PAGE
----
The Sun News

Japan hails Nigeria sincerity in cooperation with lean resources

 


From AIDOGHIE PAULINUS and PETER EMERAGHI, Abuja

The Japan International Cooperation Agency (JICA) Nigeria Office Chief Representative, Nakamura Hirotaka, has said that Nigeria is presently struggling to meet its aspects of the cooperation with Japan.

Hirotaka made the disclosure during the send-forth for participants for the African Business Education (ABE) Initiative for Youth programme to Japan for master degree and internship under the Japanese Government Official Development Assistance.

He  listed agriculture, transport, power, health and water as the sectors the Japanese government is cooperating with Nigeria.

“Now, I think all the Nigerian counterparts, the governments, are struggling in the budget.

“But I see that they are trying to do their best even with very, very limited resources. They are trying to do their best and I can see that they are trustworthy.”

Nakamura also said for the year 2016, JICA expended over $40 million in the different sectors of cooperation.

Both countries, he said, were presently focusing more on health, agriculture and power, saying the issue of water for rural areas is not presently on its agenda.

Nakamura did not however state how much the projects would gulp, saying he had no figures to that effect.

He advised the seven Nigerians going on studies to Japan to utilise their stay in Japan by learning about the uniqueness of Japan.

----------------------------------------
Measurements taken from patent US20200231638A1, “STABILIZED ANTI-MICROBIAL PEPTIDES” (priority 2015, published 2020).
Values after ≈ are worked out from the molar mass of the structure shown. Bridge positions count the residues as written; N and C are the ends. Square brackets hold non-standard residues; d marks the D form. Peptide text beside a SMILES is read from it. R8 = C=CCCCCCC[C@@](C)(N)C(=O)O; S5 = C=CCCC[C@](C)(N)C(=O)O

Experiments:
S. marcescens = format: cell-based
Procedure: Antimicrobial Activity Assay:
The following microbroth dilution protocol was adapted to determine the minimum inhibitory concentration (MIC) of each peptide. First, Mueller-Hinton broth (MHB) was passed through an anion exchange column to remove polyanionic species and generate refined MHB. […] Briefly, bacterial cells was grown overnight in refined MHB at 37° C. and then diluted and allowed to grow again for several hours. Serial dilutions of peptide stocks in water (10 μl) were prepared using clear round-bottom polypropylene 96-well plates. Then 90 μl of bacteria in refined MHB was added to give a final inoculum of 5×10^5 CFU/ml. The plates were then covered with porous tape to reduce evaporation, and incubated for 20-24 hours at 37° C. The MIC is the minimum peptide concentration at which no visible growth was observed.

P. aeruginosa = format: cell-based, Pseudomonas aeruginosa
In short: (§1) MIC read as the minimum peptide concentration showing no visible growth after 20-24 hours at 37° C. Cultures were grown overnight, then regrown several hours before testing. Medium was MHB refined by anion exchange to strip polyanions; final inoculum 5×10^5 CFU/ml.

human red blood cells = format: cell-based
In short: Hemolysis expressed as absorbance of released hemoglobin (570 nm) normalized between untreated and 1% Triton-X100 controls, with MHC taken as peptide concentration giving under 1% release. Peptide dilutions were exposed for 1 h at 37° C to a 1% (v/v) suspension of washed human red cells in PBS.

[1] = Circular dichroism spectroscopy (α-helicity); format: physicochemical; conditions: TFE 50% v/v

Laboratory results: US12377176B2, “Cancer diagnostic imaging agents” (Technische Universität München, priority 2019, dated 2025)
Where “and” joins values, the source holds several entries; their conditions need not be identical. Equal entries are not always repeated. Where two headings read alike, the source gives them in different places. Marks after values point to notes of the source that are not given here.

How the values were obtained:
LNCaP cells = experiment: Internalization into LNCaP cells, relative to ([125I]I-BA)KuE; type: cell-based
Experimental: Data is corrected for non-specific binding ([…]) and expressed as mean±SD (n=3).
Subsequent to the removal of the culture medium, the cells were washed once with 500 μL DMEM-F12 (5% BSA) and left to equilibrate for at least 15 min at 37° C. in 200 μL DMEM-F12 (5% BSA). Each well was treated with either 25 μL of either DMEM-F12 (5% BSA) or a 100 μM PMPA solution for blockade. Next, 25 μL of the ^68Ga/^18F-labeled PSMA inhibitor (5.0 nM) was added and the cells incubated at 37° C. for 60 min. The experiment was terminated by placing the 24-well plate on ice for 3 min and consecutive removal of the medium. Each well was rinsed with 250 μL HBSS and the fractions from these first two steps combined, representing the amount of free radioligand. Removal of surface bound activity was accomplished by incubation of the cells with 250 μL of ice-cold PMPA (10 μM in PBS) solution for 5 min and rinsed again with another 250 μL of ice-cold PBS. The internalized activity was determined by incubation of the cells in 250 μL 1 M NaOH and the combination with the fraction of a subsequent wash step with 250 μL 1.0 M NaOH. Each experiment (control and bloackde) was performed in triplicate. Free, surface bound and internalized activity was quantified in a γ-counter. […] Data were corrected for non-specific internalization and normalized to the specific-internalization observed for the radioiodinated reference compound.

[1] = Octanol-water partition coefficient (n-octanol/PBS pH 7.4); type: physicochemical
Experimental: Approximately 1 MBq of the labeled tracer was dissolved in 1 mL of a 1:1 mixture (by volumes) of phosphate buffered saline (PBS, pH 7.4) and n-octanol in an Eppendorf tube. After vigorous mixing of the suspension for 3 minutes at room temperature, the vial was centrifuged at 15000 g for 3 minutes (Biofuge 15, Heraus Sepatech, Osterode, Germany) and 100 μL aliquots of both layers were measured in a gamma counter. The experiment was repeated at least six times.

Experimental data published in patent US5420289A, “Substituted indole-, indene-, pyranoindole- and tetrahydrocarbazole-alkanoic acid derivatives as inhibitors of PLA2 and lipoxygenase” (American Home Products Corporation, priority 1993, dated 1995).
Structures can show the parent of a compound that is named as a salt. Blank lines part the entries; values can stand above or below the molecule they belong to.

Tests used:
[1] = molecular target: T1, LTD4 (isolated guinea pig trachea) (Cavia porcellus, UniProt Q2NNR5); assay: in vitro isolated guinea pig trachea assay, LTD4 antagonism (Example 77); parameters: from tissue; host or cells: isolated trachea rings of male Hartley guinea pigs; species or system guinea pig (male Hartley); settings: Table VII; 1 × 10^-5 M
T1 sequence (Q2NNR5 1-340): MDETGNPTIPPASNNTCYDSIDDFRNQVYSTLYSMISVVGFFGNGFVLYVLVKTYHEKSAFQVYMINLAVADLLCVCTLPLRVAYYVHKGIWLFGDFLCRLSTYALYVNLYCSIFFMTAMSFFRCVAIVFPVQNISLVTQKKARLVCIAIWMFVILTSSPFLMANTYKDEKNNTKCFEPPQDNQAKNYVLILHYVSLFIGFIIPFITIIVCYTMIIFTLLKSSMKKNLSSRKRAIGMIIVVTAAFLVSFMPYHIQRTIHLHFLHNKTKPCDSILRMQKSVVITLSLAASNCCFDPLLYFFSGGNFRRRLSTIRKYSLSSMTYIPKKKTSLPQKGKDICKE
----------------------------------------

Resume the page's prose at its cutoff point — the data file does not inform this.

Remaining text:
Nakamura stated: “I want them to lean why Japan is a very unique country. I really would want them to learn why Japan is so unique and what part is so unique about Japan.

“Not only, for example, in engineering or manufacturing, but to learn the culture. I think that is the best way for our future.”

Speaking earlier, the Japanese Ambassador to Nigeria, Sadanobu Kusaoke, said the programme was unique as it is not only centered on academics, but coupled with business practise, business internship with Japanese companies.

“I hope that when they finish their courses in Japan, maybe, they are able to find opportunities to work for Japanese companies and maybe, help Japanese companies to come into Nigeria,” Kusaoke said.

On how Japan arrived at its technological advancement, the Japanese envoy said it was a collaboration between the Japanese companies and academic institutes in Japan.

He expressed hope that the seven Nigerians travelling to Japan would experience the close interaction between Japanese companies and the institutions.

Responding on behalf of the Nigerian government, Mr Simon Ileuma of the Ministry of Budget and National Planning, said the partnership was excellent, and had existed for decades in very key areas.

Ileuma also said numerous Nigerians have travelled to Japan for capacity building, returned and replicated it in the country.

The partnership, he added, entailed socio-economic development, even as he said the Nigerian role was only bilateral, with no financial commitment.

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